The implications for people with HIV who participate in this type of studies are sometimes underestimated by the investigations and deserve a deeper analysis to guarantee a success of the research and the engagement with the needs of the community. Some of these implications are related to the balance about expectations and participant feelings.  A recent study, has seen that managing expectations, focusing on participants' contributions, and providing support to reduce feelings of having failed the research team and/or the HIV community following viral rebound should be part of HIV cure trial design (Bilger, et al, HIV Res Clin Pract, 2023). That implies that discussing the mental health impact of rebound during consent, distinct from risk, is needed.

Another important implication of the trials including an ATI step is related with the risk of HIV viral rebound and eventually, the transmission of HIV to others. In this way, the last studies are proposing a partner protection package (P3) approach to address these concerns, what implies three basic considerations: (1) ensuring the scientific and social value of the ATI and the trial, (2) reducing the likelihood of unintended HIV transmission, and (3) ensuring prompt management of any acquired HIV infection (Dubé, et al, The Lancet ID, 2023). We need to outline possible ways of implementing these basic considerations, with special focus a women-based research that has been traditionally under-included in trials (Dubé, et al, HIV Res Clin Pract, 2023).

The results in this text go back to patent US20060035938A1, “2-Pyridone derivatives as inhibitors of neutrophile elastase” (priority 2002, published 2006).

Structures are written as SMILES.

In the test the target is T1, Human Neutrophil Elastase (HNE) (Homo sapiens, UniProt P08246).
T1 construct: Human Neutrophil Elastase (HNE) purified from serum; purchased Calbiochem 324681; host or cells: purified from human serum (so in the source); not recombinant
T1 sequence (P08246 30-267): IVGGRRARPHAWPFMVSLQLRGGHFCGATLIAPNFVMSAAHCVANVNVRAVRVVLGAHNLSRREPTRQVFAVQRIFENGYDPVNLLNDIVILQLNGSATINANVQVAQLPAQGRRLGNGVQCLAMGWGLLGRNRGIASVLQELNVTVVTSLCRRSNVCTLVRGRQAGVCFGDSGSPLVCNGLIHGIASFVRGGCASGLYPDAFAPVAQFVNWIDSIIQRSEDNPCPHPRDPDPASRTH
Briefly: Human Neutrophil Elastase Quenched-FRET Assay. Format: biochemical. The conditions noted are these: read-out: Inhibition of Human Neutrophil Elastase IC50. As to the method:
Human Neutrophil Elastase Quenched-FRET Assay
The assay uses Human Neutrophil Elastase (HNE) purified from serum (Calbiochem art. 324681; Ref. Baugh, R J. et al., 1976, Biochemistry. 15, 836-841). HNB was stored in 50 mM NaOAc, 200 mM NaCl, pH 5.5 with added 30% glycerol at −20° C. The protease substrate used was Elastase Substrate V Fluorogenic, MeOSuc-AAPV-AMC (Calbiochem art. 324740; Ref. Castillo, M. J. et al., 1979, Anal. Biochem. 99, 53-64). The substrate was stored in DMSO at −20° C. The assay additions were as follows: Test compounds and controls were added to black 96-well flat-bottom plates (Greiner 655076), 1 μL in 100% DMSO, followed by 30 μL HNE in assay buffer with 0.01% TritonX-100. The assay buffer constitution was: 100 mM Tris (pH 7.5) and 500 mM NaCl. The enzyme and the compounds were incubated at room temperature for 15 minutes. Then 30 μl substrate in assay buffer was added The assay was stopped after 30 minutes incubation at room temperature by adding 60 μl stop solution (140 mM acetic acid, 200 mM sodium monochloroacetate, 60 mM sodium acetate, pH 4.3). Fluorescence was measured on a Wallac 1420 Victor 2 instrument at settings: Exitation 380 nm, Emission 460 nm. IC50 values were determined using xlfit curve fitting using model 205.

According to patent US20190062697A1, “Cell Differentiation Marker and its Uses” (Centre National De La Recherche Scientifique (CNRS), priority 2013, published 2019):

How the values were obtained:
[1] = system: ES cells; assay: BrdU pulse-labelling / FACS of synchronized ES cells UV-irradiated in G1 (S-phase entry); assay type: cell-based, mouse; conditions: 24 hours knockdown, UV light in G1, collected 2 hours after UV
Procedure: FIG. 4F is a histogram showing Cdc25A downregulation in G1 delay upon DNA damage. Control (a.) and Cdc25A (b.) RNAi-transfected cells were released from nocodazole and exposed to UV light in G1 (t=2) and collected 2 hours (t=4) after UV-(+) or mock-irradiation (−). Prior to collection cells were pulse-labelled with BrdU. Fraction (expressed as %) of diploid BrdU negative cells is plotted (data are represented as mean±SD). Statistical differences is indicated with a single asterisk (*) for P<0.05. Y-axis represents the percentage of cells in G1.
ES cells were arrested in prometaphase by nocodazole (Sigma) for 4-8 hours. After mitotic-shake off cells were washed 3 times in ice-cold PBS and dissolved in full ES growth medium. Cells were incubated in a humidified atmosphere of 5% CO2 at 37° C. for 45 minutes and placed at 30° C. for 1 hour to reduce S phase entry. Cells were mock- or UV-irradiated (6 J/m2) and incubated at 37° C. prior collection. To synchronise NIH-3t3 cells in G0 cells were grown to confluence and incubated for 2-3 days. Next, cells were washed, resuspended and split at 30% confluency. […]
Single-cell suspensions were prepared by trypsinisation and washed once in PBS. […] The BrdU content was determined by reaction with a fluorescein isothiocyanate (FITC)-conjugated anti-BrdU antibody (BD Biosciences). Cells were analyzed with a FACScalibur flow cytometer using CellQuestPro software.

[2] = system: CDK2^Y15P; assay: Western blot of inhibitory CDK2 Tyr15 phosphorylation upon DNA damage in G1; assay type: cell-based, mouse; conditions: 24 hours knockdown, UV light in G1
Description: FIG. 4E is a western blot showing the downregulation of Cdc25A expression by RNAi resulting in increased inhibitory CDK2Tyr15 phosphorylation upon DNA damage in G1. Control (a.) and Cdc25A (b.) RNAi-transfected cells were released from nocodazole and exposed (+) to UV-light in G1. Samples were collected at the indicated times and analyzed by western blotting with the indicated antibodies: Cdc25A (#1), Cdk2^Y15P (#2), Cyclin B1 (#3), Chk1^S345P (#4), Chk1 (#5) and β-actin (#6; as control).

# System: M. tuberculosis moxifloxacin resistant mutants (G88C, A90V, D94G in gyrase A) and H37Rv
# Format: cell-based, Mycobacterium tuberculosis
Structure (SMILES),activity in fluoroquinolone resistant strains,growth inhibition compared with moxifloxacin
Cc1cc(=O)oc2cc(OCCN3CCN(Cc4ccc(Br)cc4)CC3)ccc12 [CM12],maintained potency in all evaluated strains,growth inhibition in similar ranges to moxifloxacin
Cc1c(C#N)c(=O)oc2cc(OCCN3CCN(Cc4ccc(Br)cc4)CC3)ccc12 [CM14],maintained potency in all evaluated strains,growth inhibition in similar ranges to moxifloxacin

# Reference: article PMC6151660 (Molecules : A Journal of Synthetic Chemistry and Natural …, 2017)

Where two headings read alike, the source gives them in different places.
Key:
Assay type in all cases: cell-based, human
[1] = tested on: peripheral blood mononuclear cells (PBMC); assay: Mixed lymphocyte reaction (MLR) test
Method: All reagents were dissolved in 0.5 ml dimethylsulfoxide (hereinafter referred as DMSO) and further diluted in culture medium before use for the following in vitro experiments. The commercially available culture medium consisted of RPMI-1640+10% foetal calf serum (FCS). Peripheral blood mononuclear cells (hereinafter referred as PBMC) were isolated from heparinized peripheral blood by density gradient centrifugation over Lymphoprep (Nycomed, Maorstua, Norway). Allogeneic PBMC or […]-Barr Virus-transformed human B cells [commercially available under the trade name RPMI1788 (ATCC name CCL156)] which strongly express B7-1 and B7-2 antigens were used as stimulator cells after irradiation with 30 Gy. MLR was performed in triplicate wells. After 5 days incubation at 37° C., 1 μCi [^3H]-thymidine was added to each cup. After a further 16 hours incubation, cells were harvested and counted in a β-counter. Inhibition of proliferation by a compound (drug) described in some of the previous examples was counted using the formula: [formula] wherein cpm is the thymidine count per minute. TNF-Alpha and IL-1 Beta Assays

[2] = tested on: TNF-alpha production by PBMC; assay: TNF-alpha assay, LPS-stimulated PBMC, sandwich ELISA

A good model of researchers-community collaborative work is the stablished within the Martin Dellaney Collaboratories, funded by the NAIDS-NIH. In these programs, a Community Advisory Board (CAB) is always connected with the different collaboratories to have a bidirectional communication between the researches and the HIV community.  That generates an important engagement of the different participants of the studies with a good follow up of the research outcomes and the knowledge of the significant contribution that have done to the progress of the science. In addition, the CAB shares important guidelines to disseminate the science using plain language or more respectful vocabulary. 

Thus, a deep reflection about the risks and potential advantages, and the way to protect other people must be considered by the participants of these studies, and the health-care professionals who assist them and lead them through different cure studies.

While a cure or a prolonged aviremia without ART are still far away for the majority of the 40 million people with HIV in the world, the awareness of how the research advances on these topics, the risks, the advantages and consequences of these interventions, is important for everybody. Without these brave volunteers who take part of these studies, science cannot progress, and all the scientific community and the population in general should acknowledge them. The cure for HIV is challenging for scientists in the lab, for clinicians seeing the persons with HIV and for the people with HIV themselves. But working all together, advances towards HIV cure will continue.

HIV Cure from the perspective of scientists and community
DOI 10.24175/sbd.2024.000005

George Cv: Nuestro equipo